10. I am moved by the Pope’s honesty and humility. We should take him at his word. He intends, I believe, to disappear from public view lest there be any credence given whatsoever as to there being two popes. As someone said above, the ritual of departure took place today at the consistory. Perhaps when it should become routine for the Bishop of Rome to resign at an age certain like his brother bishops, some other kind of ritual might be considered. I am praying that divine intervention will move the electors to choose someone like cardinal Tagle of Manilla so that the church can embrace the 21st century.

  11. Our parish had a special Mass when Pope John Paul II died and it only seemed natural to do so. I will be consulting with my staff today to see what our parish should do to honor Pope Benedict as he steps down. We may have a special Mass at Midday on Thursday the 28th to do so. Not sure yet. But I heard that the Wednesday Audience the day before will actually be held, so I suspect all the cardinals will be there and St. Peter’s Square will be filled to capacity. I suspect there will be a Mass in St. Peter’s on Thursday morning (may be EF?)

  12. Whatever the difficulties experienced in the last eight years (and there have been many) Benedict has made a courageous and correct decision in retiring, and we should respect him for it.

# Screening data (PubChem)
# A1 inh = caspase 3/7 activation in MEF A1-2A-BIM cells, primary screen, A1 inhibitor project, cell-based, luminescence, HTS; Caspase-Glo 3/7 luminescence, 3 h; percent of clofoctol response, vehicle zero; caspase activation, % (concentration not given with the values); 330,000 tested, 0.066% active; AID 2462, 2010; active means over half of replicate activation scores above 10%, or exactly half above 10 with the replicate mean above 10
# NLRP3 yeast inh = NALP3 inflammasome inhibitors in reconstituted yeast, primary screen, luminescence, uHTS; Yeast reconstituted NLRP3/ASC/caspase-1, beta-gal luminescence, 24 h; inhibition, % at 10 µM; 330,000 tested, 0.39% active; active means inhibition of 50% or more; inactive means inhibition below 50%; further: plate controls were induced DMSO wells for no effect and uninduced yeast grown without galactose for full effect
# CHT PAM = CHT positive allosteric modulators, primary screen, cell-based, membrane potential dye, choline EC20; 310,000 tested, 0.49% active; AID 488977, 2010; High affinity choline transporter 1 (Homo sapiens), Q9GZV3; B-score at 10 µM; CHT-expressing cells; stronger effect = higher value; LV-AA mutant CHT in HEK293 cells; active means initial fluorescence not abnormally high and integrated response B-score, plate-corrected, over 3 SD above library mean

How to say goodbye?
    Maybe each parish in dioceses across the world should celebrate a Eucharist of thanksgiving for our Church, still surviving in spite of human frailty in difficult times. Whoever takes up the task of being Bishop of Rome, the See of Peter deserves our prayer and support as true exercise of collegiality would relieve much of the strain on his successor

  13. Wonder if the suggested goodbyes are more for us than for Benedict. Appears he wants to journey on in silence – suggest we support that.
    OTOH – agree with Rita’s initial post that the church does need to liturgically celebrate folks when they leave a ministerial office? Guess the difficulty is in the details. Do we focus more on the communal journey, blessing, thanksgiving and less on the specific individuals?

  14. I imagine it will be a Mass of Thanksgiving, perhaps with some gathering or meal afterward for congratulatory speeches. It does seem there should be a ritualized way to mark the occasion, but that would be a liturgical innovation–something frowned upon in this day and age.